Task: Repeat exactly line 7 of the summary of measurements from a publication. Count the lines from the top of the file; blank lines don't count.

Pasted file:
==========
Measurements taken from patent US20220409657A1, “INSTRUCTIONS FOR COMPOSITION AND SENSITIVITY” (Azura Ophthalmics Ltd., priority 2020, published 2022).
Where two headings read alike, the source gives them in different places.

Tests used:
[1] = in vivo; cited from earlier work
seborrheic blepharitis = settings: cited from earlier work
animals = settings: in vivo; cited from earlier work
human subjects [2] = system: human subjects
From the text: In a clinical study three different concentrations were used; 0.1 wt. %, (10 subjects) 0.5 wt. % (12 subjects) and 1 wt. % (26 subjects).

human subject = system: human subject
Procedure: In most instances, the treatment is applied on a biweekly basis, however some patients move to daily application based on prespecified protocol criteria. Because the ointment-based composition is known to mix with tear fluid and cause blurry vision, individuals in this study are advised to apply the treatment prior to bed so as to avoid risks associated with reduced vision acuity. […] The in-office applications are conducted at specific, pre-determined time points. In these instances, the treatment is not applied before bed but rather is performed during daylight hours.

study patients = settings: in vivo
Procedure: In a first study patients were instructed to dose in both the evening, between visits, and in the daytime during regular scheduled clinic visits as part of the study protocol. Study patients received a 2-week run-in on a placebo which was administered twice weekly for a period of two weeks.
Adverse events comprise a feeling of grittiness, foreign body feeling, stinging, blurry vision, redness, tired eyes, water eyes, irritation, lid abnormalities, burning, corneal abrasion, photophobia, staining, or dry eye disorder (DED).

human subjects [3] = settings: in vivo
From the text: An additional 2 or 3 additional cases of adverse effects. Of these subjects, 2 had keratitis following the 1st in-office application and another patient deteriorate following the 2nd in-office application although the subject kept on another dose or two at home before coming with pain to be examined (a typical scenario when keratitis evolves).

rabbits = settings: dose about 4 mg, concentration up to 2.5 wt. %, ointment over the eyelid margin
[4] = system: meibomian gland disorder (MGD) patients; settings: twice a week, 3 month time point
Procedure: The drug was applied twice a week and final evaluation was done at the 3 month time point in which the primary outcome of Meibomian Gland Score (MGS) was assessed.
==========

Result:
human subjects [2] = system: human subjects